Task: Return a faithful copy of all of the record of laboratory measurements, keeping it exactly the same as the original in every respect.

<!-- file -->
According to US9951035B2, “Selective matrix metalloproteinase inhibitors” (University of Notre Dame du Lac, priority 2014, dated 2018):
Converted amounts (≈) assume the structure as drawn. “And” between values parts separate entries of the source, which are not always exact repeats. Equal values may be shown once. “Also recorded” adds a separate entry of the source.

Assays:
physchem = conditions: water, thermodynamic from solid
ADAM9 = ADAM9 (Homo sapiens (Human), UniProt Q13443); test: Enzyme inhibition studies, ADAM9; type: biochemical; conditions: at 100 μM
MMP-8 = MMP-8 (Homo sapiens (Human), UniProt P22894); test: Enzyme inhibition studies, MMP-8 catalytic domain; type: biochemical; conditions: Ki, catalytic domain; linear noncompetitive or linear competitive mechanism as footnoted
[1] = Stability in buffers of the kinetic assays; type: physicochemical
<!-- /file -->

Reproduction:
According to US9951035B2, “Selective matrix metalloproteinase inhibitors” (University of Notre Dame du Lac, priority 2014, dated 2018):
Converted amounts (≈) assume the structure as drawn. “And” between values parts separate entries of the source, which are not always exact repeats. Equal values may be shown once. “Also recorded” adds a separate entry of the source.

Assays:
physchem = conditions: water, thermodynamic from solid
ADAM9 = ADAM9 (Homo sapiens (Human), UniProt Q13443); test: Enzyme inhibition studies, ADAM9; type: biochemical; conditions: at 100 μM
MMP-8 = MMP-8 (Homo sapiens (Human), UniProt P22894); test: Enzyme inhibition studies, MMP-8 catalytic domain; type: biochemical; conditions: Ki, catalytic domain; linear noncompetitive or linear competitive mechanism as footnoted
[1] = Stability in buffers of the kinetic assays; type: physicochemical